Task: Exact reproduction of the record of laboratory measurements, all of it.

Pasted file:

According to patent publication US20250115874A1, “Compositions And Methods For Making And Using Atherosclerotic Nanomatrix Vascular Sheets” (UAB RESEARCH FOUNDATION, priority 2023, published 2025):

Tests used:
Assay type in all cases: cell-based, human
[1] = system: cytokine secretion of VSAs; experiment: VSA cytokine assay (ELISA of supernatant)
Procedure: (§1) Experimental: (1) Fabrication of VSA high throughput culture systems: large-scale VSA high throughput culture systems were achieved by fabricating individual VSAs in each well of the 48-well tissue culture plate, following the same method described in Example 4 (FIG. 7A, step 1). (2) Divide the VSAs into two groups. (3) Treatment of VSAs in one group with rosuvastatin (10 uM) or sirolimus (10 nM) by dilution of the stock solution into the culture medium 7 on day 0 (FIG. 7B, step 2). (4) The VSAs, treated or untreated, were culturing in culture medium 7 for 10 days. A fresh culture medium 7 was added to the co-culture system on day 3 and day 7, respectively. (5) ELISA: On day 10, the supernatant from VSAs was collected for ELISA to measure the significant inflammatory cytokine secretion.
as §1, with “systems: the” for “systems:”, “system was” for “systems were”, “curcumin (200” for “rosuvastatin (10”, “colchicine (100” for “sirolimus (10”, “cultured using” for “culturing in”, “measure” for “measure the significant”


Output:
According to patent publication US20250115874A1, “Compositions And Methods For Making And Using Atherosclerotic Nanomatrix Vascular Sheets” (UAB RESEARCH FOUNDATION, priority 2023, published 2025):

Tests used:
Assay type in all cases: cell-based, human
[1] = system: cytokine secretion of VSAs; experiment: VSA cytokine assay (ELISA of supernatant)
Procedure: (§1) Experimental: (1) Fabrication of VSA high throughput culture systems: large-scale VSA high throughput culture systems were achieved by fabricating individual VSAs in each well of the 48-well tissue culture plate, following the same method described in Example 4 (FIG. 7A, step 1). (2) Divide the VSAs into two groups. (3) Treatment of VSAs in one group with rosuvastatin (10 uM) or sirolimus (10 nM) by dilution of the stock solution into the culture medium 7 on day 0 (FIG. 7B, step 2). (4) The VSAs, treated or untreated, were culturing in culture medium 7 for 10 days. A fresh culture medium 7 was added to the co-culture system on day 3 and day 7, respectively. (5) ELISA: On day 10, the supernatant from VSAs was collected for ELISA to measure the significant inflammatory cytokine secretion.
as §1, with “systems: the” for “systems:”, “system was” for “systems were”, “curcumin (200” for “rosuvastatin (10”, “colchicine (100” for “sirolimus (10”, “cultured using” for “culturing in”, “measure” for “measure the significant”